I have a Schneider Componon S f4/80 available for a reasonable price.
    Hello Rick
    What is reasonable? And how much is postage to UK?
    Cheers
    Jeff

  7. #7

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    Quote Originally Posted by RalphLambrecht View Post
    Here are my two cents. First of all, having tested more than 50 enlarger lenses, there is often more difference between the same type of lens than there is from brand to brand. Buy with an option to return, or you may end up with someone's reject.

    Having said that, in general, I would always prefer a 6-element lens to a 4-element lens. I'm not sure you will see a difference between the lenses you named under the conditions you stated, but 6-element lenses have some advantages.

    1. better correction for lens aberrations
    2. better performance wide open (more resolution in the corners)
    3. good performance over a wider enlarging range
    4. wider apertures are easier to focus with
    5. better contrast (this is what people often call 'sharpness')

    Go for a 6-element lens if you can. Used prices are at their lowest ever. Nikon, Schneider, Rodenstock and Meopta (yes Meopta!) are all very good. Some of the best lenses, I ever tested were labelled 'Durst'.
    Thanks Ralph for your considered reply. What you say is pretty much along the lines of my thoughts and that variations within marques are as significant as variations between makes.
    Cheers

    Jeff

  8. #8

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    I have a few copies of each lens you mention. Its noticable the positive effects of the better 6 element 80mm, but the 75mm is not very bad, actually quite nice for small portraits. As mentioned above with the way the prices are you can get many samples of the same lens for what one was going for new not too long ago. Get a few and test.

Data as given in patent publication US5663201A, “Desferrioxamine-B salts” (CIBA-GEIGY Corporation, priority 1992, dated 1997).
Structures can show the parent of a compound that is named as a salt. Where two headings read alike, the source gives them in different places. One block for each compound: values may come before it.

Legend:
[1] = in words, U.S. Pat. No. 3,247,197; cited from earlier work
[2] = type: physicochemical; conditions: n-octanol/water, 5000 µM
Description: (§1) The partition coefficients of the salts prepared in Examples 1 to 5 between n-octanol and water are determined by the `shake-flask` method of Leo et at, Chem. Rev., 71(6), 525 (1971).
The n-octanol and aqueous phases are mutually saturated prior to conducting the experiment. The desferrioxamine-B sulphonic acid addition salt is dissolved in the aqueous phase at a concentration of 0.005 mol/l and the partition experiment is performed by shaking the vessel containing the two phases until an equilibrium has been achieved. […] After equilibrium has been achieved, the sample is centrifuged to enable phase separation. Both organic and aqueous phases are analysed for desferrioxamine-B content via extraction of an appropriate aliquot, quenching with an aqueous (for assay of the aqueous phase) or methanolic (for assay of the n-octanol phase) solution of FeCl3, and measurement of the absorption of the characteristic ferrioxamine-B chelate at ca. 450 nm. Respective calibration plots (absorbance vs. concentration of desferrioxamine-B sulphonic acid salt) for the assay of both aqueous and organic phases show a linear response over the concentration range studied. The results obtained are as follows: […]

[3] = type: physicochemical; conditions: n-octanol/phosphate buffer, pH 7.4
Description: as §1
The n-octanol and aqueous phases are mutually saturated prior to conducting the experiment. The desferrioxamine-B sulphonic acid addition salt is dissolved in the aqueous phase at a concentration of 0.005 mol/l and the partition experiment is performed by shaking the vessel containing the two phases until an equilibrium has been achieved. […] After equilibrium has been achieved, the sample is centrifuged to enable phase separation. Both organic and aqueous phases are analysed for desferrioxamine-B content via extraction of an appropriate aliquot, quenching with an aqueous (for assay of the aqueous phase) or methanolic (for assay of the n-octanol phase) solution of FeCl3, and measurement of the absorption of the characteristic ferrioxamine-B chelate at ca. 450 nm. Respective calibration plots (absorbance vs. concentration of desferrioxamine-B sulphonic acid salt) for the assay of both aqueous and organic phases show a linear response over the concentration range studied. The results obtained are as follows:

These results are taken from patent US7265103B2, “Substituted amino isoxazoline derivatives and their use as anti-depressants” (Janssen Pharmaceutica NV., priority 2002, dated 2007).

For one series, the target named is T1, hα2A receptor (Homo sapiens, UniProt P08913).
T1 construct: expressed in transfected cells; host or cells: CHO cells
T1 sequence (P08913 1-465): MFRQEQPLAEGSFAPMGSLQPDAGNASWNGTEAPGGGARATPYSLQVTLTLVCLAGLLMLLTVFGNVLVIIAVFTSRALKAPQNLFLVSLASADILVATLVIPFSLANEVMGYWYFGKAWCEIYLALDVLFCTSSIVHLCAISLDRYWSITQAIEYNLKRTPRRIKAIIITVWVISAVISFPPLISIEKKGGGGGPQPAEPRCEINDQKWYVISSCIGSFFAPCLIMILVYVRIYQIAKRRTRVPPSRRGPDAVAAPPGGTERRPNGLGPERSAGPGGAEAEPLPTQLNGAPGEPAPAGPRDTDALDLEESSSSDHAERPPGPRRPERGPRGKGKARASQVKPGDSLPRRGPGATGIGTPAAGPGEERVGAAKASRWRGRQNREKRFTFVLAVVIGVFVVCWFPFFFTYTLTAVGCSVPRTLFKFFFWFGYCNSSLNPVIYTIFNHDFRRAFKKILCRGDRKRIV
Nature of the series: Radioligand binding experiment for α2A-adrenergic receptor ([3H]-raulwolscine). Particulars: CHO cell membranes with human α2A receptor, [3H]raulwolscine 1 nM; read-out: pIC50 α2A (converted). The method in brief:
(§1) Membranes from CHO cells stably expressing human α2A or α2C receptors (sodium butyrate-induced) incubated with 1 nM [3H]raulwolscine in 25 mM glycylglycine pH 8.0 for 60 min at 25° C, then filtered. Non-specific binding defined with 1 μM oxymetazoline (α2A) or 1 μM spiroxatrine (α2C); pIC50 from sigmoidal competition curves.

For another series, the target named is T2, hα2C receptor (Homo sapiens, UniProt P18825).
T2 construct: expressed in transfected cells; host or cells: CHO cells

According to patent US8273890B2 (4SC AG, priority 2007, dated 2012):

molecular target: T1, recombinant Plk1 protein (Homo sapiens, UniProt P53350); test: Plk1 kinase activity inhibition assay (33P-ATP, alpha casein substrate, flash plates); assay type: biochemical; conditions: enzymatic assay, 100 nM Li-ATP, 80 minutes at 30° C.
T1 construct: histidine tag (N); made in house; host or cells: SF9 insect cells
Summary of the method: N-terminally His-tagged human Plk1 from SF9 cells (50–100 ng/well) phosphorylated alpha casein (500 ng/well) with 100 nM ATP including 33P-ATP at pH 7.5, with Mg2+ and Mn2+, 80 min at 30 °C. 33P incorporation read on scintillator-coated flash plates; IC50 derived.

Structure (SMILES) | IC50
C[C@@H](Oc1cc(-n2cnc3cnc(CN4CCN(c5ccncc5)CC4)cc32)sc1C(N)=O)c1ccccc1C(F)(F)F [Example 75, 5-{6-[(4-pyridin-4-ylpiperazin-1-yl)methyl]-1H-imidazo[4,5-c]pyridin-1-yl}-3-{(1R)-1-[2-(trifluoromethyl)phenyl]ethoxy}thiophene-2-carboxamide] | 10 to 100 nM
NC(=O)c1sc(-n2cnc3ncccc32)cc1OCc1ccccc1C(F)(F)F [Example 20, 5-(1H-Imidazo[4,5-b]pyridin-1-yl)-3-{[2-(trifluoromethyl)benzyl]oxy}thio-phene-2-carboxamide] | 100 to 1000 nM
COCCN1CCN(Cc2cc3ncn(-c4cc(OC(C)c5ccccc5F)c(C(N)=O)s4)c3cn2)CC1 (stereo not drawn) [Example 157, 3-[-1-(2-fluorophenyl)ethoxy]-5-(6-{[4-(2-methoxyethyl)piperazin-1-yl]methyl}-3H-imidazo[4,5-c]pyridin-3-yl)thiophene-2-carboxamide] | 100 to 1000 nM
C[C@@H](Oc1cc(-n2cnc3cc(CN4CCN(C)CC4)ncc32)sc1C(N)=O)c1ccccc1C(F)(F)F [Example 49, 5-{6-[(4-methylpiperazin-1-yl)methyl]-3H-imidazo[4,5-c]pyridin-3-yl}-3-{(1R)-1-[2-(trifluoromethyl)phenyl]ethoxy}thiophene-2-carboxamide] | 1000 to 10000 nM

9. #9

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    Quote Originally Posted by RidingWaves View Post
    I have a few copies of each lens you mention. Its noticable the positive effects of the better 6 element 80mm, but the 75mm is not very bad, actually quite nice for small portraits. As mentioned above with the way the prices are you can get many samples of the same lens for what one was going for new not too long ago. Get a few and test.
    Not financially possible I regret to say. Which is why I am looking for advice before spending money.

  10. #10

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    If money is an issue then wait until it is not. Have a garage sale, cut back on some other expenses (like not eating out so often) etc until you can afford a six element lens. Like Mr. Lambrecht stated, enlarger lenses are dirt cheap these days so it shouldn't take too long. Having purchased a medium format camera as you did, you obviously care about image quality. Having a six element lens to enlarge these 6x6 negs is simply another link in the chain that leads up to your final prints. Think about it - why bother shooting such a fine camera as the C330 if you are going to compromise quality at the printing stage with a cheap lens? Save your money and buy a top notch lens; you'll be glad you did.